Push Notifications

This document provides a reference to the push notification server.


paster serve etc/push-dev.ini
The main HTTP API server. This is a Pyramid app that stores the mappings for push URLs to users. When a new notification comes in, it is stored in queuey and published to the router for WebSocket distribution.
python router.py etc/push-dev.ini
The pubsub broker between the HTTP server and the WebSocket server. Notifications come in from the HTTP server and are published out to all WebSocket servers.
python websockets.py etc/push-dev.ini
The WebSocket server. Each server holds open connections to many users. Notifications are published to all WebSocket servers; each server picks out and delivers messages to its connected users.
python monitor.py etc/push-dev.ini
A daemon that monitors the status of the WebSocket servers. The number of connections each WebSocket is holding open is stored in the database. If the monitor can’t connect to a server, it removes it from the database so no new WebSocket connections are directed there.

digraph components {
"HTTP API" -> Router -> WebSockets -> Firefox;
Monitor -> WebSockets;

An Example

Clients are identified on the push server as an opaque string of characters. If our Firefox has this token:

token = abc123

...and facebook.com asks us to allow push notifications, Firefox will request a new push URL for facebook.com.

POST https://push.mozilla.org/queue/


The API server will create a new queue and return a URL like:


Facebook stores this URL on their backend, associated with our user account.

When that URL is created, the push server maps the queue token to our user token:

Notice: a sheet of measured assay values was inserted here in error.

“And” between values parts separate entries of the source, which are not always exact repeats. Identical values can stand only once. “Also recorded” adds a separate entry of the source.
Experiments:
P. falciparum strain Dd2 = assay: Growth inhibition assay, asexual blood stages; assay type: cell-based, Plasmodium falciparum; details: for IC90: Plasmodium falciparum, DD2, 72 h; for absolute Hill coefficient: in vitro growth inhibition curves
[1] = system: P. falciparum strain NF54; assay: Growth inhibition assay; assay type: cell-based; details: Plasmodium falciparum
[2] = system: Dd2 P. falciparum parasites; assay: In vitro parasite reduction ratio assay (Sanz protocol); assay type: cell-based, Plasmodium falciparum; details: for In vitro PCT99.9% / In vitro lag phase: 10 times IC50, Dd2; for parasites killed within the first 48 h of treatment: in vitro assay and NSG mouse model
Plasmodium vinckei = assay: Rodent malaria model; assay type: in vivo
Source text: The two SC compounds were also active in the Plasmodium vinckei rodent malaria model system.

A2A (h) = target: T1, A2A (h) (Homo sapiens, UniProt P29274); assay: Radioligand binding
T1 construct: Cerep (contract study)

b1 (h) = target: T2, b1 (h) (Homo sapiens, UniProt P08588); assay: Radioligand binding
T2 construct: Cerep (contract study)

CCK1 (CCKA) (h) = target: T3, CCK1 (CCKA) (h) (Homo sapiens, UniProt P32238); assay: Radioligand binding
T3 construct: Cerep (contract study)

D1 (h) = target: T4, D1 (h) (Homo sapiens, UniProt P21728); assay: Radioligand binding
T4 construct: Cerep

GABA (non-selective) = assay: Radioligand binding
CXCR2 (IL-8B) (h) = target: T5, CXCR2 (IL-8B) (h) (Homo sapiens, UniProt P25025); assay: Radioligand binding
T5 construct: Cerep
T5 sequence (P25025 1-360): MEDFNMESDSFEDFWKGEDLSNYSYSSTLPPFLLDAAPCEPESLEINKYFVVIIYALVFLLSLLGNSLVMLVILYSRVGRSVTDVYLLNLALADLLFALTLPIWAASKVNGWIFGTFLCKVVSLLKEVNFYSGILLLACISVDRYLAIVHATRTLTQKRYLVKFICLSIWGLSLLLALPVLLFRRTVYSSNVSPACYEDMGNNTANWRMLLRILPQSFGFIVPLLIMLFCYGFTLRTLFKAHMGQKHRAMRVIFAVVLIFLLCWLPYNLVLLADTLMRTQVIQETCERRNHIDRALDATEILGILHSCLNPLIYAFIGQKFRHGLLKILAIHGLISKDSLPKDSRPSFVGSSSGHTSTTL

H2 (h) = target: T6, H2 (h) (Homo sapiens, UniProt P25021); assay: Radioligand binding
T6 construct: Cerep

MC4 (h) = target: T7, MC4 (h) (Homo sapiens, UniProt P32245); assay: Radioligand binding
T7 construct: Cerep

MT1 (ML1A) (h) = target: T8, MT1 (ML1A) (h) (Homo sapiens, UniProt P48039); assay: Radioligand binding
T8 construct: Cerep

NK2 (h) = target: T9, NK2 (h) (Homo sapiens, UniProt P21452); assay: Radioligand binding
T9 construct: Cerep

queues_to_users = {"xyz": "abc123"}

When Facebook sends us a notification

POST https://push.mozilla.org/queue/xyz/
Content-Type: application/json

{"title": "Thanks for using Facebook."}

...the push server looks up the user token for that queue and delivers the notification to us.

Public API

POST /queue/{queue}/

Send a new notification. This is how third-party sites send notifications to users. The URLs are created through the navigator.notification.requestRemotePermission() API.

POST params:
  • title – Primary text of the notification.
  • body – Secondary text of the notification.
  • actionUrl – URL to be opened if the user clicks on the notification.
  • replaceId – A string which identifies a group of like messages. If the user is offline, only the last message with the same replaceId will be sent when the user comes back online.

title is the only required parameter.

The data can be posted as application/json or application/x-www-form-urlencoded.

Example request:

POST https://push.mozilla.org/queue/5116f9fd4/
Content-Type: application/x-www-form-urlencoded



POST https://push.mozilla.org/queue/5116f9fd4/
Content-Type: application/json

{"title": "message one", "body": "hi"}


The client (e.g. Firefox) is responsible for managing push URLs, reading/streaming messages, and syncing device state.

POST /token/

Create a new authentication token. This token is used to identify the client in all other requests.

Example response:

{"token": "TOKEN",
 "queue": "https://push.mozilla.org/queue/TOKEN/"}

The token is a randomly generated string that should be stored and kept secret by the client. The queue is a URL where the client can check for new messages over HTTP.

POST /queue/

Create a new queue for the given token and domain.

POST params:
  • token – The client token created by POST /token/.
  • domain – The domain of the site creating the queue.

Example response:

{"queue": "https://push.mozilla.org/queue/QUEUE"}